I practice contemplation. It’s important. We either gain new perspectives or we forever look at the world the same way — which is to say, we never change. In order to see the world the way God sees it we need contemplative breakthroughs.
In the tenth chapter of Acts we find the story of the Apostle Peter’s contemplative breakthrough — a breakthrough that altered the entire course of Christianity. The fisherman apostle was staying in the seaside town of Joppa. At noon he went up on the roof of Simon the Tanner’s house to observe one of the designated hours of prayer. While in prayer Peter went into a trance (ekstasis) and saw something — a great sheet filled with non-kosher animals being let down from the sky. A voice instructed him to “kill and eat.” Peter refused saying, “By no means, Lord; for I have never eaten anything that is profane or unclean.” The voice from heaven replied, “What God has made clean, you must not call profane.” This happened three times. As a result of this mystical experience Peter was willing to accept an invitation to enter the home of a Gentile — something he had never done before. When Peter arrived at the home of Cornelius, a military officer in the occupying Roman army, Peter said—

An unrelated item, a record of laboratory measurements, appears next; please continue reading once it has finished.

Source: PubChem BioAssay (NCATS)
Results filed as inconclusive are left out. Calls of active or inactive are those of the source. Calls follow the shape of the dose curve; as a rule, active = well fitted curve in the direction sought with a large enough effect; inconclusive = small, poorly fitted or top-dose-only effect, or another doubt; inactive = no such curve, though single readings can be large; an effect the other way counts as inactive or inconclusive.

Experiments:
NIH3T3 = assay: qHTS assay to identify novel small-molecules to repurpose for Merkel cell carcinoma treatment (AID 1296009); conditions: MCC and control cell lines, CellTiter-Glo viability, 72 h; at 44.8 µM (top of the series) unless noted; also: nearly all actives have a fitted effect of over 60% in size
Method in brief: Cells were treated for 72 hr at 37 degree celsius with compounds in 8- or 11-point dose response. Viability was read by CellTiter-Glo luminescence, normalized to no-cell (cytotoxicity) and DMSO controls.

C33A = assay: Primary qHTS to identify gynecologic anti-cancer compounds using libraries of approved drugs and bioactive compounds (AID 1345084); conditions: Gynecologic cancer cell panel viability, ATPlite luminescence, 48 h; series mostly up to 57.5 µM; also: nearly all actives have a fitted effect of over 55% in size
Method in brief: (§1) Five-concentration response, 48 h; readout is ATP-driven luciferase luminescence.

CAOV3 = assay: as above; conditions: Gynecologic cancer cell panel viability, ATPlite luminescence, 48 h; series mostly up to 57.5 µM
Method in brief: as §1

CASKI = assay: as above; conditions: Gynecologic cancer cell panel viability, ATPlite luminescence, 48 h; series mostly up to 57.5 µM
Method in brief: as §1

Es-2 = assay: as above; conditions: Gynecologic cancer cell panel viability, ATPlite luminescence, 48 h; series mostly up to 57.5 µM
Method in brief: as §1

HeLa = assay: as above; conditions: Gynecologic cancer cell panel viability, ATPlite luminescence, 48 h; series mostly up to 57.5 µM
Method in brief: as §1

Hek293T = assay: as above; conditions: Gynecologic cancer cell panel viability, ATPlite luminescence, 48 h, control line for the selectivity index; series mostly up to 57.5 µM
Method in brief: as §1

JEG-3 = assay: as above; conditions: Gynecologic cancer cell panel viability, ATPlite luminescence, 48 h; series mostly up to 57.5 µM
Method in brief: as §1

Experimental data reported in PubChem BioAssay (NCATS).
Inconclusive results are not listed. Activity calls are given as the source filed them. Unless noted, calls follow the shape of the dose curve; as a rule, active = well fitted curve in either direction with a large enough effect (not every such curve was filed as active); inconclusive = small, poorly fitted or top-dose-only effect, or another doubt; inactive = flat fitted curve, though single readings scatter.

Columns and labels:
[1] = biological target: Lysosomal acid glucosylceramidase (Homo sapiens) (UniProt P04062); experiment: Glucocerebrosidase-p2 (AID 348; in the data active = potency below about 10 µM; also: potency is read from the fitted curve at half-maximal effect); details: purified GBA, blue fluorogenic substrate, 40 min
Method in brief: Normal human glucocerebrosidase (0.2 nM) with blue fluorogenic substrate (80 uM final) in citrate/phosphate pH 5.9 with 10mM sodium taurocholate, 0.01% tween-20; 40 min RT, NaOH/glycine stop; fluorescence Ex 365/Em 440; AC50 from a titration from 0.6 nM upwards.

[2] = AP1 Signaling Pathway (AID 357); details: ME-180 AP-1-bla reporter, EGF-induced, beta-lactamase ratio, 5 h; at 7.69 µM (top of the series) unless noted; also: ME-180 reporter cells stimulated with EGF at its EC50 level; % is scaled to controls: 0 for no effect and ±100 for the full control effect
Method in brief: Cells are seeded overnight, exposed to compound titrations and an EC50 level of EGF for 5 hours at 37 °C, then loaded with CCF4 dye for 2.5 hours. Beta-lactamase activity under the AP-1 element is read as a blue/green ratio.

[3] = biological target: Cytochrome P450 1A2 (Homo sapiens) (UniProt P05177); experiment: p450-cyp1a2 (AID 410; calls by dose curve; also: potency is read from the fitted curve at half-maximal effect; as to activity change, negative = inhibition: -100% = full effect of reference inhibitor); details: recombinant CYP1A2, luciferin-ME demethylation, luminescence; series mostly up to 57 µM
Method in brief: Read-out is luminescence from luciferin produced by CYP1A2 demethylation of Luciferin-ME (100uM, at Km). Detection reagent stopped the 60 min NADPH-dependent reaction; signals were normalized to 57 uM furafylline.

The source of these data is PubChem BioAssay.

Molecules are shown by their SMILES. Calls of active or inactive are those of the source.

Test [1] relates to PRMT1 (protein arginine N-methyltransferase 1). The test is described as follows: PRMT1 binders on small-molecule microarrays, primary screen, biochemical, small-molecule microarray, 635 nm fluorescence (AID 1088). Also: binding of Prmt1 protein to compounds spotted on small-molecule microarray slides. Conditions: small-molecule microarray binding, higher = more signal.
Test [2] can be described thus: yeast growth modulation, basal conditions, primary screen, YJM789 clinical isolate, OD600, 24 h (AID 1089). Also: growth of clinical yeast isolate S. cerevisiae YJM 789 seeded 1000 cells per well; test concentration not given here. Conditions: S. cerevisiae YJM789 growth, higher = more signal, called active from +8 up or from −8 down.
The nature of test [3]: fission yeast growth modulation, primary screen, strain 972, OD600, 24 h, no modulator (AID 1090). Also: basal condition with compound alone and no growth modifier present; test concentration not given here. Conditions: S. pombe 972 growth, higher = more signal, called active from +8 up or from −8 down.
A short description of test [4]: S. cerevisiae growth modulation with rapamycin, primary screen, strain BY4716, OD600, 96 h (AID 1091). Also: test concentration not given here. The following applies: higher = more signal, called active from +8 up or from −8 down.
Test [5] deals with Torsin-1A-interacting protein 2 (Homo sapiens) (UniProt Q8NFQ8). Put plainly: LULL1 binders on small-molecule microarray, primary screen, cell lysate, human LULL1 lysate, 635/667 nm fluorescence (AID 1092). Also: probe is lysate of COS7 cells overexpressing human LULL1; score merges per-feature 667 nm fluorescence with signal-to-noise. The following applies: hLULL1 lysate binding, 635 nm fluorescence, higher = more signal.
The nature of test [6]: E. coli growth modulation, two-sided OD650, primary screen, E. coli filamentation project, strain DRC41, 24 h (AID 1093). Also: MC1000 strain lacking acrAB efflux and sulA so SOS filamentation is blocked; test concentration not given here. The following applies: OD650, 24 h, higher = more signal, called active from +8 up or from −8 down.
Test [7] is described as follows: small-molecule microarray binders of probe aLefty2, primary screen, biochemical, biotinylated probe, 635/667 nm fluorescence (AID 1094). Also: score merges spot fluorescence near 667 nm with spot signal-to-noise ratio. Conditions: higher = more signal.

You yourselves know that it is unlawful for a Jew to associate with or visit a Gentile; but God has shown me that I should not call anyone profane or unclean…I truly understand that God shows no partiality, but in every nation anyone who fears him and does what is right is acceptable to him. (Acts 10:28, 34–35)
The implications of this breakthrough are incalculable.